“It seems to me that this is the most elaborate system of long-term education and child-rearing in the spirit of learning for the future.”
Monika Olšáková, a teacher and 2nd place winner of the Global Teacher Prize in 2019
The Seven-Step Methodology as the essence of Eco-School
The EcoSchool is based on a unique Seven-step methodology. It is key because it leads young people to be engaged, which translates into changes at school and in the lives of the students themselves.
The first step, according to the methodology, is to establish an EcoTeam, which is the heart and engine of the EcoSchool. In the second step, the EcoTeam analyses the state of the school, looking for strengths and weaknesses. This is followed by two more steps: planning and evaluation, which both inherently include learning from mistakes. The fifth step centres on working together to gather information on a given environment, while the sixth step involves the integration of environmental education into the whole school curriculum. The school also has a type of “compass” for imaginary value, or a set of rules that it tries to fulfil (the EcoCode); the creation of which is the last step that the methodology encourages. Throughout the process, students learn to work in teams, gather information, and make connections. Schools choose the themes by which the implementation of the EcoSchool is framed. Primary and secondary schools work with nine themes, and kindergartens have a choice from four. Schools that meet the criteria based on the methodology can apply for certification, i.e., the award of a title. Certification is possible in three levels or pathways: bronze, silver, and green. The three-tier system allows all schools to be certified according to their needs and level of involvement in the programme.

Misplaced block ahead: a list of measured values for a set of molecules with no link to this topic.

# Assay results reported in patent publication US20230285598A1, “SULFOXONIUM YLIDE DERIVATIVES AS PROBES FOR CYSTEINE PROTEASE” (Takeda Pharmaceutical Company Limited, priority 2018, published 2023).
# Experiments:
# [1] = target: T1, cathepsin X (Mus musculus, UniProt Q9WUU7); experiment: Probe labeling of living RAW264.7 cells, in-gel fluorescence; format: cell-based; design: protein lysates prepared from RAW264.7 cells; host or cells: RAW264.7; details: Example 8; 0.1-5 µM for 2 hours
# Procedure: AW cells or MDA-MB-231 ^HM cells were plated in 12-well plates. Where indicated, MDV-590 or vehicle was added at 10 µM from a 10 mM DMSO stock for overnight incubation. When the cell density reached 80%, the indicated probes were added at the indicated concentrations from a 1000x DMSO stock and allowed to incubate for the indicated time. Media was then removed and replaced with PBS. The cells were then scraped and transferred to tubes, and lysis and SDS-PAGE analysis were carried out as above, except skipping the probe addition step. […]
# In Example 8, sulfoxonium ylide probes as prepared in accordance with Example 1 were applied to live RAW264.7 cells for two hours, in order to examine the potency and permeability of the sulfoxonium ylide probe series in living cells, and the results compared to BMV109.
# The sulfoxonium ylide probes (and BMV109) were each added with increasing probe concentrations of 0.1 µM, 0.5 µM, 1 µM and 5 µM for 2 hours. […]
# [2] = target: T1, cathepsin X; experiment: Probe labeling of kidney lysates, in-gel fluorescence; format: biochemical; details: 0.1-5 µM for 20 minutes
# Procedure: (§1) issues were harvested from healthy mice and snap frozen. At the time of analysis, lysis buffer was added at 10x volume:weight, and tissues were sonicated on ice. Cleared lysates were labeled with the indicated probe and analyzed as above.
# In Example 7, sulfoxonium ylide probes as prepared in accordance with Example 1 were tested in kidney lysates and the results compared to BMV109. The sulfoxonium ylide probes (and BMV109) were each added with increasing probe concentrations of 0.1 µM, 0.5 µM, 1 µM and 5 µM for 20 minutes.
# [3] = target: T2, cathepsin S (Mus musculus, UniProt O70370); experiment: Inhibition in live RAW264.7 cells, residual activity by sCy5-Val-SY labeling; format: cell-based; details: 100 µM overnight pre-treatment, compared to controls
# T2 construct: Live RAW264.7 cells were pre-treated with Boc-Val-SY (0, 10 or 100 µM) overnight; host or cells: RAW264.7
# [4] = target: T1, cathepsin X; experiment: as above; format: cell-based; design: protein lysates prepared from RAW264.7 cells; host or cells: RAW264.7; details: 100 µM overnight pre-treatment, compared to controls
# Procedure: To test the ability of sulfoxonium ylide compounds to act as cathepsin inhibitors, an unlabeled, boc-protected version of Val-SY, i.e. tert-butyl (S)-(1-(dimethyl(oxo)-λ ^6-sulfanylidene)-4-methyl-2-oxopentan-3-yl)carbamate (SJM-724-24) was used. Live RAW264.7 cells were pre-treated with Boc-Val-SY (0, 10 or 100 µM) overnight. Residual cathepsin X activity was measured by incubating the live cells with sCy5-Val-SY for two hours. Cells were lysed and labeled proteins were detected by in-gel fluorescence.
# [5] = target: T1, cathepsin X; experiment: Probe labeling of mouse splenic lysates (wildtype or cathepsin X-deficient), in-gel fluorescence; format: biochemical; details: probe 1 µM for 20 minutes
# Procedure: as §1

Long distance running
The EcoSchool is a long-term programme that demands a significant amount of time and energy from school management, the coordinator, and the students in the EcoTeam. The prerequisite for success is the openness of the school leadership to new approaches as well as a willing coordinator’s commitment to the programme. The school climate must encourage students to become partners in discussing solutions, so there should be a high level of student participation. Methodological support is also an essential part of this process and must be consistent. This should be provided by the EcoSchool coordinator in the Czech Republic, the TEREZA Association. This includes comprehensive services for schools, such as seminars, individual consultations, the development of methodological materials, mentoring, networking offers, and more. While TEREZA, six other environmental education centres, and a team of mentors and consultants help to implement the programme in schools, it mostly depends on teachers, parents, and of course, children who work directly in schools for its success.
Risks encountered in the implementation of the programme